Earlier this year I decided that I had to get a new carry-on luggage bag. The one I had wasn’t holding up well and really didn’t offer much in the way of functionality. So I started doing some research online for a suitable bag that offered the space and features I wanted, but that still looked good. It was really harder than I thought it would be, and after looking for a few weeks both on and offline, I really hadn’t found a carry-on that excited me.
Then I saw this post from Chris Brogan. In that post, Chris gave a video review of his carryon bag, the Eagle Creek Tarmac 22. I had found my bag. Chris told how he loved the bag, and how Mitch Joel had turned him on to it. Now I know and like Chris, so that alone got me looking at the bag. But both Chris and Mitch do more traveling than I do, so if the bag would work for them, it would work for me.
So I decided to get the Tarmac 22, and I noticed Chris had added an affiliate link so you could buy the bag off Amazon. I definitely wanted to use Chris’ affiliate link for the purchase, cause I wanted him to make a few bucks off the sale, as a way of showing appreciation for him ‘showing’ me the bag. I tried to use the link in Chris’ post but it wasn’t working, so I contacted him and he gave me a new link, which I used when I purchased the Tarmac 22.
I absolutely LOVE this bag. I used it on a work trip and packed a complete 3 day dress wardrobe, plus a jacket and sports coat. I probably could have gotten 5-7 day’s worth of clothes if I had to.
So I am elated with my bag, and I was able to see that Chris got paid a few bucks for showing me the bag. And that latter part is important, because Chris had created content that had led to a sale for Amazon, so he deserved to get a cut of that money.
But the process seemed entirely too clunky for me, and really Chris did all the work. He had to create the video review, insert it in a blog post, then get set up with Amazon to get an affiliate link he could use. You would think that by 2010 that companies would be doing a better job of leveraging social media tools to facilitate C2C transactions. Nettwerk Music’s Terry McBride was talking about how music labels should move toward paying consumers for P2P recommendations via digital technologies at least four years ago. Goodstorm was offering a way for bloggers to get paid for sales they generate from their blog as early as 2006. But for the most part, companies don’t seem to be in a hurry to leverage social and mobile technologies to empower customers to sell to each other.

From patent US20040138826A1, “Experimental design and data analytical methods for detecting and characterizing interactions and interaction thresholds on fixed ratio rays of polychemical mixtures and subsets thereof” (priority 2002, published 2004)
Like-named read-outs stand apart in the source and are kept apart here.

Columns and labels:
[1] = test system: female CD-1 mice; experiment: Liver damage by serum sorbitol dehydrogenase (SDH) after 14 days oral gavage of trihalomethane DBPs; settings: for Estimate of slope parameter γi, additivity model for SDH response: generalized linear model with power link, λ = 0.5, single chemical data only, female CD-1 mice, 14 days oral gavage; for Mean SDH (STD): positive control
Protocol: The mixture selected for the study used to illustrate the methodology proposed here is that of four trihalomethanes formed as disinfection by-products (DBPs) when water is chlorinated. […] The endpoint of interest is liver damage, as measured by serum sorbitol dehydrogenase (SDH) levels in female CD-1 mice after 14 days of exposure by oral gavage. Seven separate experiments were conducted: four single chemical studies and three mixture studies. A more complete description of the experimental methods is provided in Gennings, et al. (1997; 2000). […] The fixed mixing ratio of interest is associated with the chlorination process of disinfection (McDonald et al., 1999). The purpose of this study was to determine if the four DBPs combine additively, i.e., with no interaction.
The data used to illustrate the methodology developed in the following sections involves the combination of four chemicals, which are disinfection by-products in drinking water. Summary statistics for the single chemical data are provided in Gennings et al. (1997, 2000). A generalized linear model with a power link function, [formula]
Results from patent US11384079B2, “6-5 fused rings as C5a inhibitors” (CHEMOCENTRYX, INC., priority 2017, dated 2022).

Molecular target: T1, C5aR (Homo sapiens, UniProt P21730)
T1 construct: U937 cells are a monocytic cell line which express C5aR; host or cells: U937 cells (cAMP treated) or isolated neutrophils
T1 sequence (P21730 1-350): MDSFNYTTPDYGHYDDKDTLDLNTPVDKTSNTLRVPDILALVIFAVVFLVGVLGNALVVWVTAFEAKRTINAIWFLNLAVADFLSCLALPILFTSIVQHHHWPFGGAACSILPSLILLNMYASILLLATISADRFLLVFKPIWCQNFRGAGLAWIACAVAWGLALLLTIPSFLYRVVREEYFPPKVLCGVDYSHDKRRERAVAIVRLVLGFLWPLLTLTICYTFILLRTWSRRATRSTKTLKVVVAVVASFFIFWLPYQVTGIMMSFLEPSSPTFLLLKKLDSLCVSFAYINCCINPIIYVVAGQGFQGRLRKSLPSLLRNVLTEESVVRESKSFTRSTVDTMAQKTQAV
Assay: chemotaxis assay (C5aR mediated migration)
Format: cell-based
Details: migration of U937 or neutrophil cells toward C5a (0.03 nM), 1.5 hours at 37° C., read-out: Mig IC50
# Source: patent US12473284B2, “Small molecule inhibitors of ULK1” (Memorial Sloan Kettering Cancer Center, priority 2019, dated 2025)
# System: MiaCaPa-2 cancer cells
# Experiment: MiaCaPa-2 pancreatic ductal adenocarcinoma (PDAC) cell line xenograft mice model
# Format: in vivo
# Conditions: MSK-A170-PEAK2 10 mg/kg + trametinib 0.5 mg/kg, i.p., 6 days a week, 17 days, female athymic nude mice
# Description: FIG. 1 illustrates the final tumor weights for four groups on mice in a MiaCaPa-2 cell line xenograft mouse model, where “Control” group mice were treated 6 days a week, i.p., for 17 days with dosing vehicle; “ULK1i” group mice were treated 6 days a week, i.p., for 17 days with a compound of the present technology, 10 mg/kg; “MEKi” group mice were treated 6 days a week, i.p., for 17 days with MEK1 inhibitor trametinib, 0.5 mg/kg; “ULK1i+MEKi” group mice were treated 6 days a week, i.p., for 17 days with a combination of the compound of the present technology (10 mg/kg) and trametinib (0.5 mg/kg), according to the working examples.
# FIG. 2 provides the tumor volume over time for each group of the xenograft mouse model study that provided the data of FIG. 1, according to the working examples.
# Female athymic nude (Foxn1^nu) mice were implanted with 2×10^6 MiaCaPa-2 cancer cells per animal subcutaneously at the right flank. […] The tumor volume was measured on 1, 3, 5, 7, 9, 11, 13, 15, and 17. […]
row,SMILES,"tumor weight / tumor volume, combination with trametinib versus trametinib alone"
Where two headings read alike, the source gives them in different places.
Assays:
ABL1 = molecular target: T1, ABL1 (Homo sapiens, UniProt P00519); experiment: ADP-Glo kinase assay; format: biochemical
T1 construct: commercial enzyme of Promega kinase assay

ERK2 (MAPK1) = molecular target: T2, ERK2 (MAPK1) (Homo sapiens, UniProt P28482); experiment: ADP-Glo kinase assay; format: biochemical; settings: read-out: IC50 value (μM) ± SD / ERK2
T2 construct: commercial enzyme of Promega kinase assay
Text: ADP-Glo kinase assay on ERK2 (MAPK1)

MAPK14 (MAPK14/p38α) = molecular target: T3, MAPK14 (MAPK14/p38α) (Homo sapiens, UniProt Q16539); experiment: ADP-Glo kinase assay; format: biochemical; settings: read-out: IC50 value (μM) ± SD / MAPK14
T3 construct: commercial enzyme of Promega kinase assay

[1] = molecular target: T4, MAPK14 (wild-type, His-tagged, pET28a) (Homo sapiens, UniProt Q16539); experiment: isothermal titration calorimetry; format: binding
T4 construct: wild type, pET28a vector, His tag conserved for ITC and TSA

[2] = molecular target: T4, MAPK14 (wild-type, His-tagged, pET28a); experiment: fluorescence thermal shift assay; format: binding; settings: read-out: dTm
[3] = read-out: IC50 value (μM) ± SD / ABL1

Why is this? Enabling customers to more easily sell to each other would obviously increase revenue AND lower marketing costs. I am constantly asking my Twitter network to give me advice on a purchase decision, and am constantly making purchases based on their feedback. I want the ability to compensate the person that convinced me to purchase the item. And that ability should be baked into the buying process.
Am I way off base here? It seems like a no-brainer that companies would want to leverage social and mobile channels to facilitate consumer-to-consumer transactions, and giving consumers a share of the purchase seems like a wonderful way to incentivize the exchange.
What do y’all think?
Author: Mack Collier is a Social Media Strategist who advises and trains companies on how to use social media to connect with their customers and grow their businesses. His clients include companies of all sizes, from small businesses to Fortune 100 companies. You can learn more about Mack and his services at his website – http://www.mackcollier.com and you can follow him on Twitter @MackCollier.
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